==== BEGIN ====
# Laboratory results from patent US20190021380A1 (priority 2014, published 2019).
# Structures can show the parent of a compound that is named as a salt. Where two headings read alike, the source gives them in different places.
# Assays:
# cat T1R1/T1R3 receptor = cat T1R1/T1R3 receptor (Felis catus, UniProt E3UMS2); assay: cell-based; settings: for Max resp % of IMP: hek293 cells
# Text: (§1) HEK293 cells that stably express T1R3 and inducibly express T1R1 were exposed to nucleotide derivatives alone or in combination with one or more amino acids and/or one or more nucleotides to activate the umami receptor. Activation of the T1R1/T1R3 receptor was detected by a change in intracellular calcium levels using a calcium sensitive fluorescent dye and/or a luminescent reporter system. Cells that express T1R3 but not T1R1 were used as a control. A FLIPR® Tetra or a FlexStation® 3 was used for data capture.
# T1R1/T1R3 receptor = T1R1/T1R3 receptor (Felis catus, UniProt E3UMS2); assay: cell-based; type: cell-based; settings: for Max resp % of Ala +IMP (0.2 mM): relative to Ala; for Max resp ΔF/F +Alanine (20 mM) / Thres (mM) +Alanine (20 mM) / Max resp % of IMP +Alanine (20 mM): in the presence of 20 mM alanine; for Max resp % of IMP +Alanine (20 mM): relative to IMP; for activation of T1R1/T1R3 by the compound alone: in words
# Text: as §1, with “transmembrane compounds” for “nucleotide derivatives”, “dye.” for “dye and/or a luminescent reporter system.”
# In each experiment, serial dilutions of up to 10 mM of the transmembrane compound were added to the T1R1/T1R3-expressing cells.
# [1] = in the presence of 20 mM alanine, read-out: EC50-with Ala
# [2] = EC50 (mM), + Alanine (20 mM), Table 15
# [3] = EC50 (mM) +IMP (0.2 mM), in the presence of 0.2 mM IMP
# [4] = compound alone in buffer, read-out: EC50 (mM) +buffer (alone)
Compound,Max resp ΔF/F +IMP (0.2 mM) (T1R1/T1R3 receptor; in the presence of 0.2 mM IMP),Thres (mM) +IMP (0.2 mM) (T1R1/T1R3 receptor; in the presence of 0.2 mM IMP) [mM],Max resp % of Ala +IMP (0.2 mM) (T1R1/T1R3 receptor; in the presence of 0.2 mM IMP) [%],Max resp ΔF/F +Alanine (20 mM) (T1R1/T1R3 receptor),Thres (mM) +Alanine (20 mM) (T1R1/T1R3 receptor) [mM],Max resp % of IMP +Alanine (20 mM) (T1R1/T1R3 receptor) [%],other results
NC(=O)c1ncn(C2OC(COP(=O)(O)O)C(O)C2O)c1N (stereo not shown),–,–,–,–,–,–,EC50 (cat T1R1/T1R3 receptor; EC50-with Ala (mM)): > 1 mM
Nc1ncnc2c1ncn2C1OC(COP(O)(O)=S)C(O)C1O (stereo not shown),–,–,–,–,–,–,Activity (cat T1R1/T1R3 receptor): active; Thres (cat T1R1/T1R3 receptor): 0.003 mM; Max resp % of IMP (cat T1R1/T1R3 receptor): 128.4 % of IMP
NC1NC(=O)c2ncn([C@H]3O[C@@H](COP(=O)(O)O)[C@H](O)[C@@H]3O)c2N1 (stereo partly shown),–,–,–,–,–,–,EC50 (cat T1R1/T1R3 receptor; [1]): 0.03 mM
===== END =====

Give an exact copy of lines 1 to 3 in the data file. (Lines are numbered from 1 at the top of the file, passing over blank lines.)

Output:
# Laboratory results from patent US20190021380A1 (priority 2014, published 2019).
# Structures can show the parent of a compound that is named as a salt. Where two headings read alike, the source gives them in different places.
# Assays: